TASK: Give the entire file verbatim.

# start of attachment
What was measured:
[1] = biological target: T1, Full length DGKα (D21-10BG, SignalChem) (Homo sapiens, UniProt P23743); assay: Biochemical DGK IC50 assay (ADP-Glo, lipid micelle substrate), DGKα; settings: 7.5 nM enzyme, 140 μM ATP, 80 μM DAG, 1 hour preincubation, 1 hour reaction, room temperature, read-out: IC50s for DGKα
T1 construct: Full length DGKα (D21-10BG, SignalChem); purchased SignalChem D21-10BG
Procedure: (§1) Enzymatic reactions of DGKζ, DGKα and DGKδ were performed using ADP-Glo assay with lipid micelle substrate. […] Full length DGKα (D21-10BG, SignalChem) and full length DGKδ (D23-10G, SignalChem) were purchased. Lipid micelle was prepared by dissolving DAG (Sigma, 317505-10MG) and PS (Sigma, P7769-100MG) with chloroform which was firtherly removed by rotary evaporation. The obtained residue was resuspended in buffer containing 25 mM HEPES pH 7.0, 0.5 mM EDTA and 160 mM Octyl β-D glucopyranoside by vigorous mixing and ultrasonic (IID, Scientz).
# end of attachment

What was measured:
[1] = biological target: T1, Full length DGKα (D21-10BG, SignalChem) (Homo sapiens, UniProt P23743); assay: Biochemical DGK IC50 assay (ADP-Glo, lipid micelle substrate), DGKα; settings: 7.5 nM enzyme, 140 μM ATP, 80 μM DAG, 1 hour preincubation, 1 hour reaction, room temperature, read-out: IC50s for DGKα
T1 construct: Full length DGKα (D21-10BG, SignalChem); purchased SignalChem D21-10BG
Procedure: (§1) Enzymatic reactions of DGKζ, DGKα and DGKδ were performed using ADP-Glo assay with lipid micelle substrate. […] Full length DGKα (D21-10BG, SignalChem) and full length DGKδ (D23-10G, SignalChem) were purchased. Lipid micelle was prepared by dissolving DAG (Sigma, 317505-10MG) and PS (Sigma, P7769-100MG) with chloroform which was firtherly removed by rotary evaporation. The obtained residue was resuspended in buffer containing 25 mM HEPES pH 7.0, 0.5 mM EDTA and 160 mM Octyl β-D glucopyranoside by vigorous mixing and ultrasonic (IID, Scientz).